An evident underestimation of the targeted prevention of dental diseases is strongly supported by alarming epidemiologic statistics globally. For example, epidemiologists demonstrated 100% prevalence of dental caries in the Russian population followed by clinical manifestation of periodontal diseases. Inadequately provided oral health services in populations are caused by multi-factorial deficits including but not limited to low socio-economic status of affected individuals, lack of insurance in sub-populations, insufficient density of dedicated medical units. Another important aspect is the “participatory” medicine based on the active participation of population in maintaining oral health: healthcare will remain insufficient as long as the patient is not motivated and does not feel responsible for their oral health. To this end, nearly half of chronically diseased people do not comply with adequate medical services suffering from severely progressing pathologies. Noteworthy, the prominent risk factors and comorbidities linked to the severe disease course and poor outcomes in COVID-19 infected individuals, such as elderly, diabetes mellitus, hypertension and cardiovascular disease, are frequently associated with significantly altered oral microbiome profiles, systemic inflammatory processes and poor oral health. Suggested pathomechanisms consider potential preferences in the interaction between the viral particles and the host microbiota including oral cavity, the respiratory and gastrointestinal tracts. Since an aspiration of periodontopathic bacteria induces the expression of angiotensin-converting enzyme 2 – the receptor for SARS-CoV-2, and production of inflammatory cytokines in the lower respiratory tract, poor oral hygiene and periodontal disease has been proposed as leading to COVID-19 aggravation. Consequently, the issue-dedicated expert recommendations are focused on the optimal oral hygiene as being crucial for improved individual outcomes and reduced morbidity under the COVID-19 pandemic condition. Current study demonstrated that that age, gender, socio-economic status, quality of environment and life-style, oral hygiene quality, regularity of dental services requested, level of motivation and responsibility for own health status, and corresponding behavioural patterns are the key parameters for patient stratification considering person-tailored approach in a complex dental care in the population. Consequently, innovative screening programmes and adapted treatment schemes are crucial for the complex person-tailored dental care to improve individual outcomes and healthcare provided to the population.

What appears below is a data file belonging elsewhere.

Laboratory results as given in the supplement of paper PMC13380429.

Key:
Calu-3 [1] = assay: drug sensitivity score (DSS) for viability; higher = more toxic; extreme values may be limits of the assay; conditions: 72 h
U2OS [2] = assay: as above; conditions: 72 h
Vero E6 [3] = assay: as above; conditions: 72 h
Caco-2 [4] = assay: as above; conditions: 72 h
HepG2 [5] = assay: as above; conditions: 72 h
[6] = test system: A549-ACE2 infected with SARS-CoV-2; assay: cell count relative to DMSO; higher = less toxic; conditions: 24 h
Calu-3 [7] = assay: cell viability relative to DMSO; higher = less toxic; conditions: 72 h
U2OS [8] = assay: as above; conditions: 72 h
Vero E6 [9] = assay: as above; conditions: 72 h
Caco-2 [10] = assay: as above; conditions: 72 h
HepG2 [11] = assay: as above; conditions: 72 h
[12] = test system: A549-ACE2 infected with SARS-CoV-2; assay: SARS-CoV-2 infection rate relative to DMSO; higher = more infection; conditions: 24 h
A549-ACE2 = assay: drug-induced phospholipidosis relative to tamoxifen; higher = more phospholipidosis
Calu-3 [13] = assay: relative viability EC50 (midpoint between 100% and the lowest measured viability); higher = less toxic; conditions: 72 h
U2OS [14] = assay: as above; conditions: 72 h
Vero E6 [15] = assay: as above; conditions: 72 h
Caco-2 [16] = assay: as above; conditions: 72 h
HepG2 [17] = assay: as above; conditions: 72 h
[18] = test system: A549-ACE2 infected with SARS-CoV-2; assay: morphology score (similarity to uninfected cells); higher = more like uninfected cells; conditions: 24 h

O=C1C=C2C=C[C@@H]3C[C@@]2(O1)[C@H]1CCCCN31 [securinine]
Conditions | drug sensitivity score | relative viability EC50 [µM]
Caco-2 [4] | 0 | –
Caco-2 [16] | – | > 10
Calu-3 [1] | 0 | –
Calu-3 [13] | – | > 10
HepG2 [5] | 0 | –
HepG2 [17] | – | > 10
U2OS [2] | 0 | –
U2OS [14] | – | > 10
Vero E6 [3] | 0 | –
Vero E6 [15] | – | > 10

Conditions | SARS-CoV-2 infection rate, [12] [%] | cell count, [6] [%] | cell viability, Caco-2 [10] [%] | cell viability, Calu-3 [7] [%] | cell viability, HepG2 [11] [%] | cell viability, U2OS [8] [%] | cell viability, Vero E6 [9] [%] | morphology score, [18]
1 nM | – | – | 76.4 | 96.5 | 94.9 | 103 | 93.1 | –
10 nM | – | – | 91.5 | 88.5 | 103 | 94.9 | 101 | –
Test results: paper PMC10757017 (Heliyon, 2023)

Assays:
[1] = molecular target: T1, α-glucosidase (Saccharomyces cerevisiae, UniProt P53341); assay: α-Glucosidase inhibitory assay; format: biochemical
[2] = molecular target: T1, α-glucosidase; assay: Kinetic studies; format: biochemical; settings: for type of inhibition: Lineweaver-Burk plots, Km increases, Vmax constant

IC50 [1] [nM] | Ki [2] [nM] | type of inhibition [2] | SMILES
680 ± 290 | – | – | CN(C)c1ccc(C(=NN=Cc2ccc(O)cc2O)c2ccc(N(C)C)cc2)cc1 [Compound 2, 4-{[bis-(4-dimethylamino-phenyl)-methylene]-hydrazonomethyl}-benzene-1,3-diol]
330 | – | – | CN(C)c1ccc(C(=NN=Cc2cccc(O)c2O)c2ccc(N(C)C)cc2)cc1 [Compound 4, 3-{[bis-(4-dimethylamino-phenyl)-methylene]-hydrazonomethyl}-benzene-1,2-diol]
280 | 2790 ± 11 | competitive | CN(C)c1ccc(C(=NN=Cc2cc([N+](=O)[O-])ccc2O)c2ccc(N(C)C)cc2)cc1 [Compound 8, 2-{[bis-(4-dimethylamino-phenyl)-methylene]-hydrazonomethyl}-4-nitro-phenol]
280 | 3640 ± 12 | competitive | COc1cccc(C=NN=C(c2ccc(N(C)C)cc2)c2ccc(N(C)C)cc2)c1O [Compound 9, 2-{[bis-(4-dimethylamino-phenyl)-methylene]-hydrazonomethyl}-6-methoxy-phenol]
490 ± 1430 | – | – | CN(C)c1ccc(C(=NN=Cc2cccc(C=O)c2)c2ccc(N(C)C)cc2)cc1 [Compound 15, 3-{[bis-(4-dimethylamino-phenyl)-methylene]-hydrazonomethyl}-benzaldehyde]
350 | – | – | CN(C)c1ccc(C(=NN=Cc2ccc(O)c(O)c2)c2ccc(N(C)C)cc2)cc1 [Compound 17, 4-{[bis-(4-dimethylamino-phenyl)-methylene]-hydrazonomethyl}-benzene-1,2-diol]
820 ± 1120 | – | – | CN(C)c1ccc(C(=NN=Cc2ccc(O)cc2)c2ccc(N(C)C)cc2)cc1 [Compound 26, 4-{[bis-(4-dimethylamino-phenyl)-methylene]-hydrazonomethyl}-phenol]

4.
EPMA J ; 12(3): 243-264, 2021 Sep.
Article in English | MEDLINE | ID: covidwho-1682051

ABSTRACT

An increasing interest in a healthy lifestyle raises questions about optimal body weight. Evidently, it should be clearly discriminated between the standardised "normal" body weight and individually optimal weight. To this end, the basic principle of personalised medicine "one size does not fit all" has to be applied. Contextually, "normal" but e.g. borderline body mass index might be optimal for one person but apparently suboptimal for another one strongly depending on the individual genetic predisposition, geographic origin, cultural and nutritional habits and relevant lifestyle parameters-all included into comprehensive individual patient profile. Even if only slightly deviant, both overweight and underweight are acknowledged risk factors for a shifted metabolism which, if being not optimised, may strongly contribute to the development and progression of severe pathologies. Development of innovative screening programmes is essential to promote population health by application of health risks assessment, individualised patient profiling and multi-parametric analysis, further used for cost-effective targeted prevention and treatments tailored to the person. The following healthcare areas are considered to be potentially strongly benefiting from the above proposed measures: suboptimal health conditions, sports medicine, stress overload and associated complications, planned pregnancies, periodontal health and dentistry, sleep medicine, eye health and disorders, inflammatory disorders, healing and pain management, metabolic disorders, cardiovascular disease, cancers, psychiatric and neurologic disorders, stroke of known and unknown aetiology, improved individual and population outcomes under pandemic conditions such as COVID-19. In a long-term way, a significantly improved healthcare economy is one of benefits of the proposed paradigm shift from reactive to Predictive, Preventive and Personalised Medicine (PPPM/3PM). A tight collaboration between all stakeholders including scientific community, healthcare givers, patient organisations, policy-makers and educators is essential for the smooth implementation of 3PM concepts in daily practice.

5.
EPMA J ; : 1-29, 2021 Nov 11.
Article in English | MEDLINE | ID: covidwho-1588706

ABSTRACT